I spent the last few days exchanging the graphics engine in Daggerfall Scout from Irrlicht to Ogre. This came with enough surprises and frustrations to last me a few weeks.
To paraphrase one of the best quotes I’ve read while comparing these two engines: “Irrlicht quickly lets you get your project to the point where you need Ogre to complete it.” That certainly was the case DF Scout. Irrlicht required very little investment in time to get up and running, but poor mesh loading times and limited support for dynamic content were starting to be a drag.
Fortunately DF Scout talks to an engine wrapper that handles all the dirty work. I should just be able to swap in a new wrapper and everything will be peachy, right? The initial work was easy, and before long I had a new Ogre wrapper happily chugging coloured pixels into a viewport.
The next step was to build .mesh and .material exporters into the Cache Manager to change all that Daggerfall content into a format the engine could load and render. This required a few changes to DFLib to break meshes down into named submeshes rather than use attribute buffers (which is more common in D3D). Again, not so hard. I’ll even go so far as to say I enjoyed it.
Problems started when I loaded my first city and everything was back to front. All the meshes were in the right place, but they were flipped. Imagine looking a sign and the letters are back to front, and then imagine a whole building flipped that way. The effect was a little unsettling.
The root cause was that my old engines, and more recently Irrlicht, happened to use a left-handed coordinate system. This coordinate handedness is ubiquitous in my code (and my thinking). I use left-handed coordinates everywhere in DFLib, in DF Scout, in the content builders, in the scene files. Now in comes Ogre with its fancy right-handed coordinate system making my buildings look peculiar.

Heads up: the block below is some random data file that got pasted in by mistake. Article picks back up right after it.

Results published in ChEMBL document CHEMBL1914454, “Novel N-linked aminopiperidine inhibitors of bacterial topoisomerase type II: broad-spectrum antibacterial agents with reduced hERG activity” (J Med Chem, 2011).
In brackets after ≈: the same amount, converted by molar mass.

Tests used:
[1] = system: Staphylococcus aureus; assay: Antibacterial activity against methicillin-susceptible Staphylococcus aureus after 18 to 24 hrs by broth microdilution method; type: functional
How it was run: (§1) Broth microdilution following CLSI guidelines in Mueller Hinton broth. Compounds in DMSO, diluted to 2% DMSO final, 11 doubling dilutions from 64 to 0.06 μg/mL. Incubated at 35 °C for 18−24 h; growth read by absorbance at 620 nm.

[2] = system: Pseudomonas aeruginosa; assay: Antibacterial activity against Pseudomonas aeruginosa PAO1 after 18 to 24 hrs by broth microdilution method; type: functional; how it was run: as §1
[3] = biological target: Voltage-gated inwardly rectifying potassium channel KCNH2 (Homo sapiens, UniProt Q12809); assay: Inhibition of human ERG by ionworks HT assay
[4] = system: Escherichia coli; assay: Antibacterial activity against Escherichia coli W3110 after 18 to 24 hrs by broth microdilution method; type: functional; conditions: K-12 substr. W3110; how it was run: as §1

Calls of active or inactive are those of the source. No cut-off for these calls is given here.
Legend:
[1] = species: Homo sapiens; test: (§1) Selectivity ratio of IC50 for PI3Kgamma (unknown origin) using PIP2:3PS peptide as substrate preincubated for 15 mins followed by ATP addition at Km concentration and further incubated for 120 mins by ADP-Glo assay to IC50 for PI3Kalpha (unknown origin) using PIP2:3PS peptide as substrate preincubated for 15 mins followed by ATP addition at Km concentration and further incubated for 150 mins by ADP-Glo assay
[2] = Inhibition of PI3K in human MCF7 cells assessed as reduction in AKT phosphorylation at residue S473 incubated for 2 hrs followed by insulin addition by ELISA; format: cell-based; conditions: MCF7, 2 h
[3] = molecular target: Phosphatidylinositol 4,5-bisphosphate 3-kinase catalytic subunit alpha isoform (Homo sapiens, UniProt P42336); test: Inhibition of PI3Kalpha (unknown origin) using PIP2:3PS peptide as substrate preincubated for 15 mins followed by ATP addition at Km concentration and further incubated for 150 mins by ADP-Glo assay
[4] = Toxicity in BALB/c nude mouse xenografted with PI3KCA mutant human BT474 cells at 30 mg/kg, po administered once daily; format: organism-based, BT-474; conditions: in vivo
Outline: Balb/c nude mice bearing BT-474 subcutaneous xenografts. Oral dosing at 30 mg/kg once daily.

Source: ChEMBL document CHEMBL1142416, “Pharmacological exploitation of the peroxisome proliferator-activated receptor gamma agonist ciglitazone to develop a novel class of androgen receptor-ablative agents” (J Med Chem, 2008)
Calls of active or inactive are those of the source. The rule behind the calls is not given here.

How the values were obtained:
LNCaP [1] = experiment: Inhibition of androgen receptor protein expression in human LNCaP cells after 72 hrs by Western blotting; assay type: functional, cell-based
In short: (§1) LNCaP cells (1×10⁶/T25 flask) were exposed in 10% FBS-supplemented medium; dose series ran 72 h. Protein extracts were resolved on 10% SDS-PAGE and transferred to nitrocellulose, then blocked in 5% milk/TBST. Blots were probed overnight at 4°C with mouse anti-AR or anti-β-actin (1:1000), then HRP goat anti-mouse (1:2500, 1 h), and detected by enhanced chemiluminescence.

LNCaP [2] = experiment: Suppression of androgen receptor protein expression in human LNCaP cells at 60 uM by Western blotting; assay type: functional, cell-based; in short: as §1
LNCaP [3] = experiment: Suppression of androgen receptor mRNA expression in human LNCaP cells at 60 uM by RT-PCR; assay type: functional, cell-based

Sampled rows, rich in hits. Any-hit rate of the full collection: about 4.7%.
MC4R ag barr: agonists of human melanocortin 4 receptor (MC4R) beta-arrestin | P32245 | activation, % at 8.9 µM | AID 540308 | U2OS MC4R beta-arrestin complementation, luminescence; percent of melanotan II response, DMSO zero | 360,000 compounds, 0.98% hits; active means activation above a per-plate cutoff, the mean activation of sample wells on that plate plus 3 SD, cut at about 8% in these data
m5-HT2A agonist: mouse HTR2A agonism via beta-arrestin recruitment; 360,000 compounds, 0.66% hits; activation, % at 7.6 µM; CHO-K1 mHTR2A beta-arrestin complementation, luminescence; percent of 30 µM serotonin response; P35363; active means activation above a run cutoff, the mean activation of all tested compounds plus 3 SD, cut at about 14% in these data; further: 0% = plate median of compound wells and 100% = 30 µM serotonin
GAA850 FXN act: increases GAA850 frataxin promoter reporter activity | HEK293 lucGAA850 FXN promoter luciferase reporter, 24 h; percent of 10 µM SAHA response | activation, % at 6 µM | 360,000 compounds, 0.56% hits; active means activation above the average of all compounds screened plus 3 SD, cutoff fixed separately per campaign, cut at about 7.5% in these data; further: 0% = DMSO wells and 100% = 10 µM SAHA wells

Of course, I didn’t work this out right away and spent a lot of time trying to fix my mesh builders, assuming I did something wrong in the new submesh breakdowns. When the penny finally dropped (with a clang), I just kind of sat there stunned thinking “how the hell am I gonna fix this, I use left-handed coordinates everywhere.”
After a quick cup of coffee and wishing I was a smoker – or that my girlfriend who is a smoker was home so I could at least get a passive hit – things didn’t seem so bad. In the end, all I had to do was change face index ordering in the mesh builder, and teach the engine wrapper how to deal with the conversion (a quick sign inversion of the Z axis). Of course this isn’t ideal. While it’s easy enough to fix handedness in the engine wrapper, the engine itself is still right-handed while the content builders are left-handed. This will probably lead to confusion down the road, and the confused person will probably be me.
And the results? Well, they’re awesome. Ogre loads its native mesh format incredibly quickly – even the largest cities fly into the scene almost instantly. The material system is excellent, far more power than required to render Daggerfall’s old content. This should give me some interesting tools as my experience with Ogre grows. Overall, the work has been worth it.
The downside is that I’ve spent a few days gutting DF Scout and more or less getting back to where I started. Oh well, back to the fun stuff.